Classic Republican overreach. They think they have a winning issue suddenly and they go too far with it. Dems now just have to pull all the tape of everyone of these clowns, including Gingrich just these past few months, going after activist judges and screaming they will impeach them. These fools walked right into the trap.

DiabloViejo
04-05-2012, 04:35 PM
DOJ: No, Obama Didn’t Say Courts Can’t Strike Down Laws
BRIAN BEUTLER & SAHIL KAPUR APRIL 5, 2012, 2:05 PM
TPM (http://tpmdc.talkingpointsmemo.com/2012/04/doj-no-obama-didnt-say-courts-cant-strike-down-laws-1.php)

U.S. Attorney General Eric Holder responded Thursday to a federal appeals court’s request for a letter explaining President Obama’s assertion that the Affordable Care Act must be upheld, a move that even some conservatives considered a bridge too far.

Holder reminded the Fifth Circuit Court of Appeals that the president was making the point that the law jibes with longstanding precedent, but — contrary to what the Republican-appointed judges suggested — he wasn’t challenging the judicial branch’s authority to strike down laws that violate the Constitution.

The key portion of the DOJ letter:

<span style="color: #000066">"The Department has not in this litigation, nor in any other litigation of which I am aware, ever asked this or any other Court to reconsider or limit long-established precedent concerning judicial review of the constitutionality of federal legislation.

At no point has the government suggested that the Court would lack authority to review plaintiffs’ constitutional claims if the Court were to conclude that jurisdiction exists. The case has been fully briefed and argued, and it is ready for disposition. The question posed by the Court regarding judicial review does not concern any argument made in the government’s brief or at oral argument in this case …

The power of the courts to review the constitutionality of legislation is beyond dispute."</span>

In the 3-page letter, Holder noted that the Supreme Court has granted great deference to Congress on legislative matters. He concluded, “The President’s remarks were fully consistent with the principles described herein.”

Read the full letter below:

Letter from Holder/DOJ (http://www.scribd.com/kyle_r_leighton/d/88152952-Fifth-Circuit-Letter)

Soflasnapper
04-05-2012, 05:53 PM
Not only did they threaten to impeach them, they threatened to OVERTURN THEIR RULINGS, if they didn't like them, by majority vote.

An interesting position, although slightly radical, wouldn't you say?

Soflasnapper
04-05-2012, 05:56 PM
Great letter, and it makes the judge look a fool, a reactionary, and sorely lacking in judicial temperament.

As the lifetime appointment is only to be held 'during good behavior,' isn't such intemperate behavior sufficient to proceed against him in impeachment hearings?

Factually, it actually matters little, according to such worthies as then member of the minority leadership, Gerald Ford (R-MI), who said an impeachable offense was whatever the House said it was, by simple majority vote. But that was when they were trying to impeach Eisenhower's ratified nominee, Chief Justice Earl Warren (R-CA).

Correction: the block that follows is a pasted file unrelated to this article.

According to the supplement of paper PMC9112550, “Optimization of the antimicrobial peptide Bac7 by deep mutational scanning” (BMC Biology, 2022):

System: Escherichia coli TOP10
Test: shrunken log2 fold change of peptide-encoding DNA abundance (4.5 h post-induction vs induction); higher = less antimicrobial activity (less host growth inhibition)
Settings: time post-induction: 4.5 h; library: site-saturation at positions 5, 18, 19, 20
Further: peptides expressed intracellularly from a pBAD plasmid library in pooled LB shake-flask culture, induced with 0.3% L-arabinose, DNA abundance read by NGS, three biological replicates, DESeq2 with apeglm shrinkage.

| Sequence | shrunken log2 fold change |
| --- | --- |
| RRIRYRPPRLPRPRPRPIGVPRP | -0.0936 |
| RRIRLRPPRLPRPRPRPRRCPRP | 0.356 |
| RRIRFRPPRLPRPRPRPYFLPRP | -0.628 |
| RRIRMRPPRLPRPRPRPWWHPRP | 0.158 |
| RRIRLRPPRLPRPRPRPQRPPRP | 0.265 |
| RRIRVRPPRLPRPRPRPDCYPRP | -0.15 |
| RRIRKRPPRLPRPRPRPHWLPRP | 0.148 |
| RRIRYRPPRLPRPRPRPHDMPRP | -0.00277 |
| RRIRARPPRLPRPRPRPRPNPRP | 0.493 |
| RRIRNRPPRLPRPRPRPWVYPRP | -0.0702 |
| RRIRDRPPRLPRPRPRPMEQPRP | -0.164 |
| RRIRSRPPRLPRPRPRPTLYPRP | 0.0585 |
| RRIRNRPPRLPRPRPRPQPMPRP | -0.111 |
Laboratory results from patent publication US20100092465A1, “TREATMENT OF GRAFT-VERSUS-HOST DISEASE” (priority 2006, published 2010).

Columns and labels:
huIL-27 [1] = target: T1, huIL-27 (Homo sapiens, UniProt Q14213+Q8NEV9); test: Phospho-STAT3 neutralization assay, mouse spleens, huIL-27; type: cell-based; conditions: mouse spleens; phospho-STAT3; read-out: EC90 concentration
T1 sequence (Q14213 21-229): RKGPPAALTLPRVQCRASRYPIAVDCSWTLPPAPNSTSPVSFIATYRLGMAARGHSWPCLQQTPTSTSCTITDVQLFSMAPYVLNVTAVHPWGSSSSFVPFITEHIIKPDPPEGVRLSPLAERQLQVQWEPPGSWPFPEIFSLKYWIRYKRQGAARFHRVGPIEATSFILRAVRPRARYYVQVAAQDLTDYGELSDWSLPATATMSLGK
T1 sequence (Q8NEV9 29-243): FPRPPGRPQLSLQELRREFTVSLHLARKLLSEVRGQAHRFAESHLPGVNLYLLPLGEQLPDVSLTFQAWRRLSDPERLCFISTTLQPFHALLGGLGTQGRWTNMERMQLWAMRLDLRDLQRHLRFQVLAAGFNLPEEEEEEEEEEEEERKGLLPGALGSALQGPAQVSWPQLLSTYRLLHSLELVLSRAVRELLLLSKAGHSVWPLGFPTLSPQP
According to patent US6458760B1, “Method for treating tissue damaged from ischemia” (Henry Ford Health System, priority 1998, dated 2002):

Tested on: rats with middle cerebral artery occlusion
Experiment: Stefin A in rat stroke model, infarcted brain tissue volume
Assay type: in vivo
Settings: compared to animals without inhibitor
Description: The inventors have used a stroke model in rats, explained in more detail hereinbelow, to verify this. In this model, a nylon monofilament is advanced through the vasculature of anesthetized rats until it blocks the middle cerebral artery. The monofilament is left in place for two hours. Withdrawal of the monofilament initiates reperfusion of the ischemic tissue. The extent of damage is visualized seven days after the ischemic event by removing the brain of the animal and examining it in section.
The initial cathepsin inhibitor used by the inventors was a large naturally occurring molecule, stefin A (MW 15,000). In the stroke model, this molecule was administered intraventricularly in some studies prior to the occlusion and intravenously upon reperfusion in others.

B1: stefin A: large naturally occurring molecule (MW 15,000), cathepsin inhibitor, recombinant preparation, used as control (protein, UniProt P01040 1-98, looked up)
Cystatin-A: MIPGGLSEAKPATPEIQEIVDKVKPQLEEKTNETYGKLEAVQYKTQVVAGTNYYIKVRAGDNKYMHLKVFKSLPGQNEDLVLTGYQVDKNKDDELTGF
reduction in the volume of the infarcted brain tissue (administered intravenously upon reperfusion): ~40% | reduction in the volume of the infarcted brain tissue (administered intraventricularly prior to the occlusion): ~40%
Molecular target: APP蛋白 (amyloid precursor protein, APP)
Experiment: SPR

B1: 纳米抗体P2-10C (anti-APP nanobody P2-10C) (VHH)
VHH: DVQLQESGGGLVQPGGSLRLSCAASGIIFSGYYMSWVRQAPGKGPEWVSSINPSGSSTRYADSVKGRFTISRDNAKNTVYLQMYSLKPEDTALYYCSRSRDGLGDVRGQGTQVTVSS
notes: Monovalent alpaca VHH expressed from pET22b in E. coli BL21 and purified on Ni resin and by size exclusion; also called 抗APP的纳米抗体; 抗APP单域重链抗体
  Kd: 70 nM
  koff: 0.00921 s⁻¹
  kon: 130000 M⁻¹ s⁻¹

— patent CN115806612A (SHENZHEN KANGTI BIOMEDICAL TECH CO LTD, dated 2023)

eg8r
04-06-2012, 07:20 AM
If this is overreach why is the DOJ complying? Do you not think they have sought out their own council to see if this is legal and if they really do have to respond?

eg8r

Soflasnapper
04-06-2012, 10:50 AM
Federal judges have few restraints on their power within the confines of their courtrooms. Usually, if a normal federal judge ordered something out of line, you'd move to the higher appellate court for a stay of such an order. This is already at the appellate court level, so the appeal could only be to the 3-judge panel en banc (including this same lead judge as a member), or to the SCOTUS.

There is little reason to think either option would work, and the option of outright defiance of the court order would just feed into the thug or outlaw meme being pushed so strongly.

eg8r
04-06-2012, 11:40 AM
<div class="ubbcode-block"><div class="ubbcode-header">Quote:</div><div class="ubbcode-body">Federal judges have few restraints on their power within the confines of their courtrooms. Usually, if a normal federal judge ordered something out of line, you'd move to the higher appellate court for a stay of such an order. This is already at the appellate court level, so the appeal could only be to the 3-judge panel en banc (including this same lead judge as a member), or to the SCOTUS.

There is little reason to think either option would work</div></div>Exactly, and this is because it is not beyond their power. The DOJ understand the law and are abiding by it.

eg8r

Soflasnapper
04-07-2012, 12:15 PM
That's only true in as much as it's also true a federal judge could order counsel of either side to stand and recite nursery rhymes, and has the brute force to enforce it by jailing any counsel who refused under a citation of contempt of court.

Has the power? Sure. But use of that power is an abuse, in the case above I describe, and in this 'order' to the federal government attorneys as well.

That's why federal judges who enjoy life tenure only do so under 'good behavior,' absent which they may be impeached.

eg8r
04-07-2012, 02:32 PM
No worries about impeachment here. The only people having an issue are those of you who tell themselves they know so much when in reality it is never as you say.

eg8r